- We have servers that easily exceed InnoDB’s transaction limits. Did you know InnoDB has a concurrent transaction limit of 1024? (Technically, 1024 INSERTs and 1024 UPDATEs. But INSERT … ON DUPLICATE KEY UPDATE manages to chew up one of each). I know all about it – I’ve had bugs open with MySQL Enterprise for more than 2 years on the issue. What’s more, these are low-end systems – 4 cores, 16GB of RAM – and they’re no-where near CPU or IO bound. It took MySQL months to figure out what the problem was (years, really, to figure out all the final details like the different undo logs for INSERT vs UPDATE). Their final answer? It’ll be fixed in MySQL 6. 😦 Note that 5.1 *just* went GA after years and years. On the other hand, it took Percona one weekend to diagnose the problem, and 13 days to have a preliminary patch ready to extend it to 4072 undo slots. Talk about progress! (And yes, we want Percona to release the patch to the world)
- Solving the CPU scaling problems. These have been plaguing us for years (we have had some older four-socket systems for awhile … now with quad-core, it’s even worse), and thanks to Google and Percona, this problem is well on its way to being solved. We’re sponsoring this work and can’t wait to see what happens next.
- XtraDB. This is the biggy. So big it deserves its own heading….
Oracle’s done a terrible job of supporting the community with InnoDB. The conspiracy theorists can all say “I told you so! Oracle bought them to halt MySQL progress” now – history supports them. Which is a shame – Heikki is a great guy and has done amazing work with InnoDB, but the fact remains that it wasn’t moving forward. The InnoDB plugin release was disappointing, to say the least. It addressed none of the CPU or IO scalability issues the community has been crying about for years.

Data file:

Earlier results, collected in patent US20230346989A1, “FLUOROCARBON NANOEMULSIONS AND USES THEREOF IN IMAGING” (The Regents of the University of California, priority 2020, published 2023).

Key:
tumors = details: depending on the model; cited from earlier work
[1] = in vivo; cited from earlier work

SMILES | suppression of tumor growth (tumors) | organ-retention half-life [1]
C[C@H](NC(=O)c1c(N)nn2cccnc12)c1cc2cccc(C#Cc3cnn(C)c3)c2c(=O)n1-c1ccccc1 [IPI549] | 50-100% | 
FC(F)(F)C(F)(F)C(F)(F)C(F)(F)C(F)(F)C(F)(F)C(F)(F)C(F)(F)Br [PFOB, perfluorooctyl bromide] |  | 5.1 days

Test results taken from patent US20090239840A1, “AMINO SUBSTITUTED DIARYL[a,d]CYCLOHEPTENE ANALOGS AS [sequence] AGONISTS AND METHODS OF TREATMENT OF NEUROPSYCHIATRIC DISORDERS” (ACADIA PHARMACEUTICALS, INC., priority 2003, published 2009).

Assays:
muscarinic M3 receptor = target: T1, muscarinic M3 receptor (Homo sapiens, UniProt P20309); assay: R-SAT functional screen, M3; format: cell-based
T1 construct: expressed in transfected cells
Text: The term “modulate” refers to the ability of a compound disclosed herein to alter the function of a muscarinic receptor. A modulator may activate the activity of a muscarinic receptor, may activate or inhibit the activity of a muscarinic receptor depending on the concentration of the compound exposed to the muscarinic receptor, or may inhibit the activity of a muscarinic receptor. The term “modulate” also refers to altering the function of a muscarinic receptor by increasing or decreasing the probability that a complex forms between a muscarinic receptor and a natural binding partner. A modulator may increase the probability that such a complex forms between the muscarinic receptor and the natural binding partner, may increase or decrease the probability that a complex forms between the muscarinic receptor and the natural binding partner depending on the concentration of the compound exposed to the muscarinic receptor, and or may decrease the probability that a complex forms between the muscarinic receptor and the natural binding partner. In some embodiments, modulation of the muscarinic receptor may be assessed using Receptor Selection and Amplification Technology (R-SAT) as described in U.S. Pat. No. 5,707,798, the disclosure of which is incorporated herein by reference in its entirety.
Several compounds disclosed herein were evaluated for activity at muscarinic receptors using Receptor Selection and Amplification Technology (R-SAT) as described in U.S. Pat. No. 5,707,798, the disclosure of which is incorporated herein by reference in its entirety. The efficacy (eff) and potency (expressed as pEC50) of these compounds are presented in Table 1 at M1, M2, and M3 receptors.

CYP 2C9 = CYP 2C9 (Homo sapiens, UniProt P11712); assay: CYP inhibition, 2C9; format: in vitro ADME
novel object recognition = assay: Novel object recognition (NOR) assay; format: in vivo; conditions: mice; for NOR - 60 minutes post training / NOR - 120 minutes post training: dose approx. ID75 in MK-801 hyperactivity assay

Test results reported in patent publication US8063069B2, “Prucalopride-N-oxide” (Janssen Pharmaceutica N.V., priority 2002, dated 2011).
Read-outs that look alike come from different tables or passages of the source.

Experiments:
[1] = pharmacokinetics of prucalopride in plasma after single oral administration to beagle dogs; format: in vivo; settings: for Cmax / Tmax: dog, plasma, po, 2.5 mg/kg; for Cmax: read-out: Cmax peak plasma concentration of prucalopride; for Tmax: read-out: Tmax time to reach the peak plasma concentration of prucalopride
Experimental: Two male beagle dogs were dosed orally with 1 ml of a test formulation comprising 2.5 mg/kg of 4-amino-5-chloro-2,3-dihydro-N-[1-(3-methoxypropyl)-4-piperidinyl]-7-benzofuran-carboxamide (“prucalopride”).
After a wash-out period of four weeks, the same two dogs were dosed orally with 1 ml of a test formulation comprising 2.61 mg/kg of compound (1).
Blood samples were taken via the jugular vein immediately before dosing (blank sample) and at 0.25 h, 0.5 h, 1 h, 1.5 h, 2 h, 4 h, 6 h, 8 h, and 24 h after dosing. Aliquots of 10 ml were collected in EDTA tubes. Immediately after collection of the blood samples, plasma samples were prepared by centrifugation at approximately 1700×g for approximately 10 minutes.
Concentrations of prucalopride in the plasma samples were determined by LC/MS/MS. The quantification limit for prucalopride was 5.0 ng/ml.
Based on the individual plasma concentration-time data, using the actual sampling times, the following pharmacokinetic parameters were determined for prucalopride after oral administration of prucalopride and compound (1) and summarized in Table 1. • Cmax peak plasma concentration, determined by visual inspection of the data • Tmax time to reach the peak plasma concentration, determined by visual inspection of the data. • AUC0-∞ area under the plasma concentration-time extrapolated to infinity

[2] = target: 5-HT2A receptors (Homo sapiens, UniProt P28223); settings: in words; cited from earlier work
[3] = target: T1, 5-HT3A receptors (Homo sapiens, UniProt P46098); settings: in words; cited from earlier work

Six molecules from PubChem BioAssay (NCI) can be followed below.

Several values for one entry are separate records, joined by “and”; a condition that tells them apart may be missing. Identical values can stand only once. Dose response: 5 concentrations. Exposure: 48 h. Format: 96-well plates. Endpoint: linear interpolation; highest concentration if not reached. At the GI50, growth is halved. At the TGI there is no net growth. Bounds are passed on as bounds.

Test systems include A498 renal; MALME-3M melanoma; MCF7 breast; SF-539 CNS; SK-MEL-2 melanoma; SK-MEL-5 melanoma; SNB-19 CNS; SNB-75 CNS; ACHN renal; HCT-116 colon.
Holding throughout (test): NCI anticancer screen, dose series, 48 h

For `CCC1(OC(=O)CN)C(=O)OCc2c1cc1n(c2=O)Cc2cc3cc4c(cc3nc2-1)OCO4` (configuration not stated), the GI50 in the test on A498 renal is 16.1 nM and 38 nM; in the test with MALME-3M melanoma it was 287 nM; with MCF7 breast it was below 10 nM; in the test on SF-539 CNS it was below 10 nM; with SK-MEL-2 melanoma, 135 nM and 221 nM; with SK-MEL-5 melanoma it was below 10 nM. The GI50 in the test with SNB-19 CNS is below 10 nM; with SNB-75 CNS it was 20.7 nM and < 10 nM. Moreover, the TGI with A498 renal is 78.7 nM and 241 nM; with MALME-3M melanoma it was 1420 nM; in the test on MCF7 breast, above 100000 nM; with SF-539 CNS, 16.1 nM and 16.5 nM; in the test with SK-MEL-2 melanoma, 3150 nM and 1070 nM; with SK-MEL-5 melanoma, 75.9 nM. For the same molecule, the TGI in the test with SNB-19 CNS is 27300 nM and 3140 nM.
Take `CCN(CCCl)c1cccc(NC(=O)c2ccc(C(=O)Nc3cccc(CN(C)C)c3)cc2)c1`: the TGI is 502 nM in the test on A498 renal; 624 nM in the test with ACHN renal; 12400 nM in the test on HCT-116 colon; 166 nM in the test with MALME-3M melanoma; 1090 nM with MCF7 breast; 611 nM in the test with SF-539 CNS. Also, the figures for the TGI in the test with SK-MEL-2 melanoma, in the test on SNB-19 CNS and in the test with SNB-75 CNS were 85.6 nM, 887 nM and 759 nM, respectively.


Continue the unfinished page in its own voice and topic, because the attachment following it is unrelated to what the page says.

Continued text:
Luckily, Percona finally did what everyone else has been too afraid to do – they forked InnoDB. XtraDB is their storage engine, forked from InnoDB (and then turbocharged!). We’re not running it in production yet, but we are running all of the patches that went into XtraDB and I can tell you they’re great. We’re sponsoring more XtraDB development (and yes, we made sure Percona will be contributing anything they build for us back to the community) with Percona, and I’m sure that’ll continue.
I’ve already blogged a bit about Drizzle, but it sure looks like Drizzle + XtraDB might be a match made in heaven. Drizzle can be though of as a MySQL engine re-write with an eye towards web workloads and performance, rather than features. MySQL 4.1, 5.0, and 5.1 added a lot of features that bloated the code without offering anything really useful to web-oriented workloads like ours, so the Drizzle team is ripping all that stuff back out and rethinking the approaches to the things that are being left in. Very exciting.
The advent of “cheap enough” super-fast SSD storage is finally upon us. I’ve got Sun S7410 storage appliances in production and they’re blazingly fast. I have a very thorough review coming, but the short version is that even with NFS latencies, we’re able to do obscene write workloads to these boxes (let alone reads). 10000+ write IOPS to 10TB of mirrored, crazy durable (thanks ZFS!) storage is a dream come true. Once you mix in snapshots, clones, replication, and Analytics – well, it just doesn’t get much better than this.
(Don’t get sticker shock looking at the web pricing – no-one pays anything even remotely like that. Sign up for Startup Essentials if you can, or talk to your Sun sales rep if you can’t, and you can get them much cheaper. I nearly had a heart attack myself until I got “real” pricing. Tell them I sent you – enough Sun people read this blog, it might just help 🙂 ).